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British War Poetry in the Age of Romanticism 1793-1815, by Betty T. Bennet, Edited by Orianne Smith

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1811.6
Sonnet
To France

“R. A. D.”
[Richard Arthur Davenport][1]
The Poetical Register and Repository of Fugitive Poetry, VI (1811), p. 170

Detested land! such deep and deadly hate
    As once to Rome the Punic hero swore
I vow to thee! O! were but mine the fate
    Over thy pale and trembling plains to pour
The tempest of the battle, and to crush
    In dust forever all thy vaunting pride,
Impetuous to the glorious task I'd rush,
    Terror, Despair, Destruction, by my side!
Nor do I hate thee, France, for this alone,
    That thou from age to age thyself has shown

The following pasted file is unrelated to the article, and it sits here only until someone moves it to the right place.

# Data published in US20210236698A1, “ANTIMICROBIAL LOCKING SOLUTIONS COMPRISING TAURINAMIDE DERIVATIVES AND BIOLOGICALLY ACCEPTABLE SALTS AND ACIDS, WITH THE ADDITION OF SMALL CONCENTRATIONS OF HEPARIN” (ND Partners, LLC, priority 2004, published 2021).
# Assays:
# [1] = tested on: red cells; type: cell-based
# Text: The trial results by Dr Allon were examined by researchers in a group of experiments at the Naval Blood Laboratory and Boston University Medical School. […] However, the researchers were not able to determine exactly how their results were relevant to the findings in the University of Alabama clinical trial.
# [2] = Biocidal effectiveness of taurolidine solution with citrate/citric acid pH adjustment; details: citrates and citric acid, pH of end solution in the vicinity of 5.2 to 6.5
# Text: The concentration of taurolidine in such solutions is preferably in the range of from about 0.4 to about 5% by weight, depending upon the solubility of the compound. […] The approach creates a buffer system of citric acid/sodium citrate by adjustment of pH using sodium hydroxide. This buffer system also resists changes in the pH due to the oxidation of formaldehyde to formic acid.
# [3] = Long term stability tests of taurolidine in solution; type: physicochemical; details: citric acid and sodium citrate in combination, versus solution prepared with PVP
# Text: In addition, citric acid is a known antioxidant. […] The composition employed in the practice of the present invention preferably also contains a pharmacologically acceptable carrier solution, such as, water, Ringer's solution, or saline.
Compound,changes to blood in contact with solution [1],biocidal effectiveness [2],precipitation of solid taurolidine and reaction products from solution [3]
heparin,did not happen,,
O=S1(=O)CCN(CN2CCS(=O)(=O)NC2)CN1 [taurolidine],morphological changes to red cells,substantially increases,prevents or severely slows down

For to the realm that rules the subject waves;
    But that thy sons, detested land! are still
A race accurst, prone to extremes of ill;
    Blood-drinking tyrants, or dust-licking-slaves!

1809


Notes

1. Richard Arthur Davenport, miscellaneous writer, began his writing career at an early age. He wrote on a variety of subjects and his prose and poetry appeared frequently in the periodicals of the day.

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Published @ RC

September 2004

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